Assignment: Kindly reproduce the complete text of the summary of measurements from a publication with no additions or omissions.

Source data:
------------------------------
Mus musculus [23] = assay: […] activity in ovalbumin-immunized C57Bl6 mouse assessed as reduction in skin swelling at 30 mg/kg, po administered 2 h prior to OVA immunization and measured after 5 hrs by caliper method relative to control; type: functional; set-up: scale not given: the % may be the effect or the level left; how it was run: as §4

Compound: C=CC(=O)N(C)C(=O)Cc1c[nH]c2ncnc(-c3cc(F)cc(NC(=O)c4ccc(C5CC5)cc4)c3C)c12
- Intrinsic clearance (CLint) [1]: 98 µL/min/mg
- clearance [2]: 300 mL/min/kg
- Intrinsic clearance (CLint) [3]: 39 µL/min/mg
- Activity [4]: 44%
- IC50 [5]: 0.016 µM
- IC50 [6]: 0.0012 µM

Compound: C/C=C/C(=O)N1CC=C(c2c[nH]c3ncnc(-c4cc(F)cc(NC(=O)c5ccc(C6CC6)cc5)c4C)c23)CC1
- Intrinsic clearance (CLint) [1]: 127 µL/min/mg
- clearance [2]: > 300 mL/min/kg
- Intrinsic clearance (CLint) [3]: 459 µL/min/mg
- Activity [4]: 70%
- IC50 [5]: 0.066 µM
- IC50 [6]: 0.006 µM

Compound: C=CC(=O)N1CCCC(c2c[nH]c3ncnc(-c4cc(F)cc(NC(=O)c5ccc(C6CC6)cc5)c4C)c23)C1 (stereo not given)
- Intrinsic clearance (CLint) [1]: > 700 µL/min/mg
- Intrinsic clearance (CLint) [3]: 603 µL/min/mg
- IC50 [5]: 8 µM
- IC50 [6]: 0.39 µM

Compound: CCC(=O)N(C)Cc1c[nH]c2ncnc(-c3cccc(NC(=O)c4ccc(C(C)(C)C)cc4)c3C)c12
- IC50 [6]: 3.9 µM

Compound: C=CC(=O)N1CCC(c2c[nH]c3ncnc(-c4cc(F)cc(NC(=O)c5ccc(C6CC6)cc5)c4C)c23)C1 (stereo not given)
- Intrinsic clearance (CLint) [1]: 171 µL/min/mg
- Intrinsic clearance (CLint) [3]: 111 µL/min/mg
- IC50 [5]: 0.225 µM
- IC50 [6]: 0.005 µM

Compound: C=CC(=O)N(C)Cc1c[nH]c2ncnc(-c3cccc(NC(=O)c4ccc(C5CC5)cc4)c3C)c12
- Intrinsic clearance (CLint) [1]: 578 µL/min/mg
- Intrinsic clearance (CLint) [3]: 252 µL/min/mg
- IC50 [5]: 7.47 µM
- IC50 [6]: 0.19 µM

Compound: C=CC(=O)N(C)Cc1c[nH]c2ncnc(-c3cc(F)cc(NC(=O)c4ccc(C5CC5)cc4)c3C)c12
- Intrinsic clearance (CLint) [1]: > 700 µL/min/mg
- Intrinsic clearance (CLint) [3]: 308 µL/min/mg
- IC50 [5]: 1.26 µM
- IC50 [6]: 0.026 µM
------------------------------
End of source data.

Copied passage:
Mus musculus [23] = assay: […] activity in ovalbumin-immunized C57Bl6 mouse assessed as reduction in skin swelling at 30 mg/kg, po administered 2 h prior to OVA immunization and measured after 5 hrs by caliper method relative to control; type: functional; set-up: scale not given: the % may be the effect or the level left; how it was run: as §4

Compound: C=CC(=O)N(C)C(=O)Cc1c[nH]c2ncnc(-c3cc(F)cc(NC(=O)c4ccc(C5CC5)cc4)c3C)c12
- Intrinsic clearance (CLint) [1]: 98 µL/min/mg
- clearance [2]: 300 mL/min/kg
- Intrinsic clearance (CLint) [3]: 39 µL/min/mg
- Activity [4]: 44%
- IC50 [5]: 0.016 µM
- IC50 [6]: 0.0012 µM

Compound: C/C=C/C(=O)N1CC=C(c2c[nH]c3ncnc(-c4cc(F)cc(NC(=O)c5ccc(C6CC6)cc5)c4C)c23)CC1
- Intrinsic clearance (CLint) [1]: 127 µL/min/mg
- clearance [2]: > 300 mL/min/kg
- Intrinsic clearance (CLint) [3]: 459 µL/min/mg
- Activity [4]: 70%
- IC50 [5]: 0.066 µM
- IC50 [6]: 0.006 µM

Compound: C=CC(=O)N1CCCC(c2c[nH]c3ncnc(-c4cc(F)cc(NC(=O)c5ccc(C6CC6)cc5)c4C)c23)C1 (stereo not given)
- Intrinsic clearance (CLint) [1]: > 700 µL/min/mg
- Intrinsic clearance (CLint) [3]: 603 µL/min/mg
- IC50 [5]: 8 µM
- IC50 [6]: 0.39 µM

Compound: CCC(=O)N(C)Cc1c[nH]c2ncnc(-c3cccc(NC(=O)c4ccc(C(C)(C)C)cc4)c3C)c12
- IC50 [6]: 3.9 µM

Compound: C=CC(=O)N1CCC(c2c[nH]c3ncnc(-c4cc(F)cc(NC(=O)c5ccc(C6CC6)cc5)c4C)c23)C1 (stereo not given)
- Intrinsic clearance (CLint) [1]: 171 µL/min/mg
- Intrinsic clearance (CLint) [3]: 111 µL/min/mg
- IC50 [5]: 0.225 µM
- IC50 [6]: 0.005 µM

Compound: C=CC(=O)N(C)Cc1c[nH]c2ncnc(-c3cccc(NC(=O)c4ccc(C5CC5)cc4)c3C)c12
- Intrinsic clearance (CLint) [1]: 578 µL/min/mg
- Intrinsic clearance (CLint) [3]: 252 µL/min/mg
- IC50 [5]: 7.47 µM
- IC50 [6]: 0.19 µM

Compound: C=CC(=O)N(C)Cc1c[nH]c2ncnc(-c3cc(F)cc(NC(=O)c4ccc(C5CC5)cc4)c3C)c12
- Intrinsic clearance (CLint) [1]: > 700 µL/min/mg
- Intrinsic clearance (CLint) [3]: 308 µL/min/mg
- IC50 [5]: 1.26 µM
- IC50 [6]: 0.026 µM